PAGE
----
And yet, it's obvious looking at YUV decompositions of frames that edges in the luma and chroma planes still happen in the same places. There's remaining correlation that we can exploit to reduce bitrate; let's try to reuse some more of that luma data to predict color.
Chroma from Luma prediction is, at its heart, the process of colorizing a monochrome image based on educated guessing. It's not unlike taking an old black-and-white photo, some colored pencils, and getting to work coloring in the photo. Of course, CfL's color predictions must be accurate to be useful; they can't be wild guesses.
This work is made easier by the fact that modern video codecs break an image down into a hierarchy of smaller units, doing most of the encoding work on these units independently.
A model that predicts color across the entire image at once would be unwieldy, complex, and error-prone, but we don't need to predict the entire image. Because the encoder is working with small chunks at a time, we only need to look at correlations over small areas, and over these small areas, we can predict color from brightness with a high degree of accuracy using a fairly simple model. Consider the small portion of the image below, highlighted in red:
Over this small range for this example, the correct 'rule' for coloring the image is simple: Brighter areas are green, and color desaturates along with brightness down to black. Most blocks will have similarly simple coloration rules. We can get as fancy as we like, but simple also works very well, so let's start with simple and fit the data to a simple αx+β line:
Well, OK, it's two lines-- one for the U channel (Blue difference, Cb) and one for the V channel (Red difference, Cr). In other words, where Lrij are the reconstructed luma values, we compute the chroma values as follows:
What do these parameters look like? The αs select a specific hue (and anti-hue) from a 2D plane of choices that will be scaled/applied according to the luma:
The βs alter the zero-crossing point of the color scale, that is, they're the knobs that shift the minimum and maximum levels of colorization applied. Note that β allows us to apply negative color as well; that gives us the opposite of the hue selected by α.
Our task now boils down to choosing the correct αs and βs, and then encoding them. Here's one straightforward implicit approach from Predicting Chroma from Luma in AV1:
That looks scarier that it is. In English: Perform a least squares fit of the chroma values versus the reconstructed luma values to find α, then use α to solve for the chroma offset β. At least, this is one possible way to handle the fit, and it's often used in CfL implementations (such as LM Mode and Thor) that do not signal either α or β. In this case, the fit is made using already decoded chroma values of neighboring pixels that have already been fully decoded.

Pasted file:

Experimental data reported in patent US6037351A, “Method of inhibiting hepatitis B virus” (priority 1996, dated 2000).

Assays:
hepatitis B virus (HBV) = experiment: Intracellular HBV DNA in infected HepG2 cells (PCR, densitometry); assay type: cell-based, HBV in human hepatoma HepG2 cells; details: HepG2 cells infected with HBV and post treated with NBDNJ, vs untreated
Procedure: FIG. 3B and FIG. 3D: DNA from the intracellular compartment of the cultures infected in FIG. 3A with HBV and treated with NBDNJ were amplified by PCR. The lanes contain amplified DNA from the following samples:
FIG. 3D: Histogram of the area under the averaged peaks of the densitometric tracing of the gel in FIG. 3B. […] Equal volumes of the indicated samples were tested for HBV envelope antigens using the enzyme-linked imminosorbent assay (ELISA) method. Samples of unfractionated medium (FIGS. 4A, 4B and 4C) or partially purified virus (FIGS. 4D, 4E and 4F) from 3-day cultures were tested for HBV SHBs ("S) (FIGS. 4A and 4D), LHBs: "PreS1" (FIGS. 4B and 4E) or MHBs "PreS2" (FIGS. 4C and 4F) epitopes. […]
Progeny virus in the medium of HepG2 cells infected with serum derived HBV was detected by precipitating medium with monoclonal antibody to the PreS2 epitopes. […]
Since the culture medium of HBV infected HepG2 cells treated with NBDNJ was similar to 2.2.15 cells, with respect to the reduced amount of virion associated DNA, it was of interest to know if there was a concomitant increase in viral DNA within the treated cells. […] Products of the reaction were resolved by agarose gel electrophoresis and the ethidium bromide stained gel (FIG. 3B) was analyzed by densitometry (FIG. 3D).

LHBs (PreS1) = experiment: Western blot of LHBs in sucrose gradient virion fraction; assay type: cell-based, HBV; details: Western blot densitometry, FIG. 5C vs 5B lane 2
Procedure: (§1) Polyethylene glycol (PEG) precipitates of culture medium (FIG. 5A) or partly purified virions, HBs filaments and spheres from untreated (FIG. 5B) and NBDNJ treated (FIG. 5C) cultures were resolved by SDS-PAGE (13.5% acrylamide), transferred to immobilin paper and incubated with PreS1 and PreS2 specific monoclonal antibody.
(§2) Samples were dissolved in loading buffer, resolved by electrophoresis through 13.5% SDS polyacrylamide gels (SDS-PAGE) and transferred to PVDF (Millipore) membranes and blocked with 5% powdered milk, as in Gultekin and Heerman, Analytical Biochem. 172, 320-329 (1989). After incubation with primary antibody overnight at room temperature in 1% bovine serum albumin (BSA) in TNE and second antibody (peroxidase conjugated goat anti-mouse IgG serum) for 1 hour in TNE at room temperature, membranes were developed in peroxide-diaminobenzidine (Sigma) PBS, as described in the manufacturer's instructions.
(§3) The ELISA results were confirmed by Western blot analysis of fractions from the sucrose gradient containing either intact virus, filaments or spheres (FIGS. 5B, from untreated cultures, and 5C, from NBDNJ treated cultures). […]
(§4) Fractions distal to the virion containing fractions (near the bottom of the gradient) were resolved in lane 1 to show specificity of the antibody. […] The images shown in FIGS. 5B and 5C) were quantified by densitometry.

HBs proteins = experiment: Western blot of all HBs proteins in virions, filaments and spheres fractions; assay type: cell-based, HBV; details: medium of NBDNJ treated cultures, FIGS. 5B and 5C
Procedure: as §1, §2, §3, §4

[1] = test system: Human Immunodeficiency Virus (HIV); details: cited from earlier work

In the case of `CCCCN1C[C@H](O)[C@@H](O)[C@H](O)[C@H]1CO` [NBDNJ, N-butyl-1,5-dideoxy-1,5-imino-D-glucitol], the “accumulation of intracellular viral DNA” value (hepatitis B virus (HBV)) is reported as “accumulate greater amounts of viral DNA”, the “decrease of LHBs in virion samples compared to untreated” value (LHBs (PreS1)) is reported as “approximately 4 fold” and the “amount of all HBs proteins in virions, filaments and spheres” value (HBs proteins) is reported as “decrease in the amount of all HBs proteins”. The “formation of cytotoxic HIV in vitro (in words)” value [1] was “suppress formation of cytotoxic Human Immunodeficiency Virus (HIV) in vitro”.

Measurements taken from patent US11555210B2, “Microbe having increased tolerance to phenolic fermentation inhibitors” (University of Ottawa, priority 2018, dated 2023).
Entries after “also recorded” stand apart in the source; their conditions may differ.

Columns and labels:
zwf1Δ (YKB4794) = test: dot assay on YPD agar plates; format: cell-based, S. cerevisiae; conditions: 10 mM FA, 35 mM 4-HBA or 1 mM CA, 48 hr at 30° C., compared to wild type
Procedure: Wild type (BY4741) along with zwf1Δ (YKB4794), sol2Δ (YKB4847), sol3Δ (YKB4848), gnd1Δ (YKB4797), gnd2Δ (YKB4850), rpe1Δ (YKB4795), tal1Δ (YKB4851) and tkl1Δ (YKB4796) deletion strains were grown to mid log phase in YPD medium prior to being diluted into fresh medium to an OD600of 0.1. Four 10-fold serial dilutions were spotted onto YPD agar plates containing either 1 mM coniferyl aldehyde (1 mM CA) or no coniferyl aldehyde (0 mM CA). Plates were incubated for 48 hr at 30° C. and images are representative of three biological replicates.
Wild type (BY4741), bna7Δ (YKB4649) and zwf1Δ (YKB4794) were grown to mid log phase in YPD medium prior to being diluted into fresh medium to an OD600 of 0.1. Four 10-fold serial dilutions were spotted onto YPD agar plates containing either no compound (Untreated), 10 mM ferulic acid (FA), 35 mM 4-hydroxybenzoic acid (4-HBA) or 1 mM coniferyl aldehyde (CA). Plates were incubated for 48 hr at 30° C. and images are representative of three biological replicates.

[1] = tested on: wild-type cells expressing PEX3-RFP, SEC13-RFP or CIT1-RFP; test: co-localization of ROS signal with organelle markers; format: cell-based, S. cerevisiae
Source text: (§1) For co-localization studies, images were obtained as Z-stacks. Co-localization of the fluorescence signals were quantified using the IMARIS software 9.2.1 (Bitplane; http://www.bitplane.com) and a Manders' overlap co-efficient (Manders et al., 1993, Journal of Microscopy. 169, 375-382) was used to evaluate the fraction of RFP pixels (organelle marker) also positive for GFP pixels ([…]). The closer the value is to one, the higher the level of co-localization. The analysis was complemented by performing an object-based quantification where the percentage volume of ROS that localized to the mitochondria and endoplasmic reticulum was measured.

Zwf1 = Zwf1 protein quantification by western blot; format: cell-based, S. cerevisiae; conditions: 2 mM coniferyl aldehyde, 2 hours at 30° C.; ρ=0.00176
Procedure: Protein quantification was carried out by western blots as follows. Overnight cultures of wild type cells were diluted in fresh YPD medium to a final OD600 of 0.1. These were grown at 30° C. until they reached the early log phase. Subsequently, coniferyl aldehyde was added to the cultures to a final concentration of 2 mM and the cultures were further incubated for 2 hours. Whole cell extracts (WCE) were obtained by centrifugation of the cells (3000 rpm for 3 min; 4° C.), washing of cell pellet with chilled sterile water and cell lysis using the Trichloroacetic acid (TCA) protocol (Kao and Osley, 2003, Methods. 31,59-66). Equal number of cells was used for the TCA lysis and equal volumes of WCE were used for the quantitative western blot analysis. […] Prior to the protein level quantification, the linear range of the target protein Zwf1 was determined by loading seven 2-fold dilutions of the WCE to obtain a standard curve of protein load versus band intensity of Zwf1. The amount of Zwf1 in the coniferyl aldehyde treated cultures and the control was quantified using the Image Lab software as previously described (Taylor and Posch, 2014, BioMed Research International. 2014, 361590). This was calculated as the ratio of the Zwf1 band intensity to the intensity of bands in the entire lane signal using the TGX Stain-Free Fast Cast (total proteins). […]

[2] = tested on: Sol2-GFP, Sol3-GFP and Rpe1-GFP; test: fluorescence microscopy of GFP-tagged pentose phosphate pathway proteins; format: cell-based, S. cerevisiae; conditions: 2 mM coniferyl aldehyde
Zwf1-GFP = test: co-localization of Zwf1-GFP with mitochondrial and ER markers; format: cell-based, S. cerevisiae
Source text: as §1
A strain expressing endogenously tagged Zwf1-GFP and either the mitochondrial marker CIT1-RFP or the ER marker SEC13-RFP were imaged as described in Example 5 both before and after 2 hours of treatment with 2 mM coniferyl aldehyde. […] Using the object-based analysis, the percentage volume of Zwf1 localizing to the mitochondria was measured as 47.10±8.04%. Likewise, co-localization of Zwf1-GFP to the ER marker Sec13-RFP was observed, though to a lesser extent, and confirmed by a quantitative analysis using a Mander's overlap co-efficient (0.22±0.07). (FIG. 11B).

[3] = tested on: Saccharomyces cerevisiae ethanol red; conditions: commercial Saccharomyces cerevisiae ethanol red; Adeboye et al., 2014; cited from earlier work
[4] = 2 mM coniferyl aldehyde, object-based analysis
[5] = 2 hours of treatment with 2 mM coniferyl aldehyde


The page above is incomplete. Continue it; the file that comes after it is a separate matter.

Daala performs all prediction in the frequency domain, CfL included, providing a prediction vector as one of the inputs to PVQ encoding. PVQ is a gain/shape encoding; the luma PVQ vector encodes the location of the shapes and edges in luma, and we simply re-use it as a predictor of the shapes and edges in chroma.
Daala does not need to encode an α value, as that's subsumed into the PVQ gain (except for the sign). Nor does Daala need to encode a β value; because Daala applies CfL only to the AC chroma coefficients, β is always zero. This reinforces an insight: β is conceptually just the chroma values' DC-offset.
In effect, because Daala uses PVQ to encode transform blocks, it gets CfL almost for free, both in terms of bit cost and computational cost in the encoder as well as the decoder.
AV1 did not adopt PVQ, so the cost of CfL is approximately equal whether CfL is computed in the pixel or frequency domain; there's no longer a special bonus to working in frequency. In addition, TF (Time-Frequency resolution switching), which Daala uses to glue the smallest luma blocks together to make subsampled chroma blocks large enough, currently only works with the DCT and Walsh-Hadamard transforms. As AV1 also uses the discrete sine transform and a pixel domain identity transform, we can't easily perform AV1 CfL in the frequency domain, at least when we use subsampled chroma.
But unlike Daala, AV1 doesn't need to do CfL in the frequency domain. So, we move Daala's frequency-domain CfL back into the pixel domain for AV1. One of the neat things about CfL is that the basic equations work the same way in both domains.
CfL in AV1 must keep reconstruction complexity to a minimum. For this reason, we explicitly code α so that there is no expensive least-squares fitting in the decoder. The bit cost of explicitly coding α is more than outweighed by the additional accuracy gained by computing it using the current block's chroma pixels as opposed to neighboring reconstructed chroma pixels.